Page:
WASHINGTON – Trying to head off a new round of consumer headaches with President Obama’s health care law, the insurance industry says it will give customers more time to pay their premiums for January.
America’s Health Insurance Plans, the main industry trade group, says the voluntary steps include a commitment to promptly refund any overpayments by consumers who switched plans and may have gotten double-billed by mistake.
By Stephanie Armour:
Some free health clinics serving the uninsured are shutting their doors because of funding shortfalls and low demand they attribute to the Affordable Care Act’s insurance expansion.
Nearly a dozen clinics that have closed in the past two years cited the federal health law as a major reason.
The closings have occurred largely in 28 states and Washington, D.C., which all expanded Medicaid, the federal-state insurance program for low-income people, and are being heralded by some clinic officials as a sign the health law is reducing the number of uninsured.
Continued at… http://www.wsj.com/articles/health-law-hurts-some-free-clinics-1418429551
By Sam Baker and Sophie Novack:
Republicans want the Supreme Court to blow a major hole in Obamacare next year, but they are still debating whether they would help repair it—and what they should ask for in return.
There’s a very real chance the high court will invalidate Obamacare’s insurance subsidies in most of the country, which would be devastating for the health care law. It would become almost entirely unworkable in most states, and the cost of coverage would skyrocket.
With the Supreme Court due to rule on a major ObamaCare legal challenge by next summer, thoughts in Washington are turning to the practical and political response. If the Court does strike down insurance subsidies, the question for Republicans running Congress is whether they will try to fix the problems Democrats created, or merely allow ObamaCare’s damage to grow.
By John Fund
An old Soviet joke had men carrying briefcases marching alongside tanks and soldiers in a Kremlin parade. “Why are those men in a military parade?” a boy innocently asks his father. He replies, “Those are the economists. They are the most dangerous of all.”
David Leonhardt of the New York Times has offered up a misleading defense of the Affordable Care Act (ACA) — i.e., Obamacare. Like several others, he celebrates the slowdown in health-care-cost escalation and suggests that the ACA is one reason for the deceleration. Specifically, he suggests that key ACA provisions — which he describes as nudging “the health care system away from paying for the quantity of medical care rather than the quality” — have already played a role in making the health system better and more efficient.
It would be an effective argument for the ACA if it were true. Unfortunately, it isn’t.
By KELLI KENNEDY
MIAMI — When Olivia Papa signed up for a new health plan last year, her insurance company assigned her to a primary care doctor. The relatively healthy 61-year-old didn’t try to see the doctor until last month, when she and her husband both needed authorization to see separate specialists.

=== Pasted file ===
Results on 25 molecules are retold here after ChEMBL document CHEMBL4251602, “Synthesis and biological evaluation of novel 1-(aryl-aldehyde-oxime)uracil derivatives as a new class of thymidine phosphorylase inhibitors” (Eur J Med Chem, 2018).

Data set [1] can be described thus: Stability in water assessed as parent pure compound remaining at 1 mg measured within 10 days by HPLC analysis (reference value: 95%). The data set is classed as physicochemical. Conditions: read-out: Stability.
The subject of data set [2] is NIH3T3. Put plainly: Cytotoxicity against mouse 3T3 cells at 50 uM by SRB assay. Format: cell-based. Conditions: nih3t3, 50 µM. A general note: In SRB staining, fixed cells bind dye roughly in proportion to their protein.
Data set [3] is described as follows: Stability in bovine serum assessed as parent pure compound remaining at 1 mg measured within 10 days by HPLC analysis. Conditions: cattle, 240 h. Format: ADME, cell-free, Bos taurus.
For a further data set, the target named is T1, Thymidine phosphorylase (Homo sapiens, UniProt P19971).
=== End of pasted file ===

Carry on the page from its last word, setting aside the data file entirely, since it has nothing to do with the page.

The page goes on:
She called the doctor’s office several times without luck.
“They told me that they were not on the plan, they were never on the plan and they’d been trying to get their name off the plan all year,” said Papa, who recently bought a plan from a different insurance company.
It was no better with the next doctor she was assigned. The Naples, Florida, resident said she left a message to make an appointment, “and they never called back.”
By Tom Coburn And Phil Roe
In the four years since the Affordable Care Act was passed, health care in our country has become more complicated and expensive. The law has many troubling aspects, but the Independent Payment Advisory Board is among the worst and most dangerous. This is why, on Thursday, several members of the House will file an amicus brief asking the U.S. Supreme Court to take up Coons v. Lew. This lawsuit, filed by the Goldwater Institute on behalf of Dr. Eric Novack, an orthopedic surgeon, and Nick Coons, an Arizona businessman, challenges the constitutionality of IPAB.
Sen. Tom Harkin, one of the coauthors of the Affordable Care Act, now thinks Democrats may have been better off not passing it at all and holding out for a better bill.
The Iowa Democrat who chairs the Senate Health, Education, Labor and Pensions Committee, laments the complexity of legislation the Senate passed five years ago.
He wonders in hindsight whether the law was made overly complicated to satisfy the political concerns of a few Democratic centrists who have since left Congress.
“The holiday shopping season kicks off tomorrow with Black Friday, the annual mad-dash for good deals and early-morning sales. This year, shoppers in a few states will see something new this year at shopping malls–and its not exactly a hot new store. It’s…Obamacare.
In an effort to boost floundering enrollment numbers, the Department of Health and Human Services has taken to partnering with retail stores, pharmacies and websites to promote the open enrollment period, which lasts until Feb. 15. Enrollment workers will be present on Black Friday, Small Business Saturday, and Cyber Monday to tell shoppers about how to sign up for a plan on the exchange.”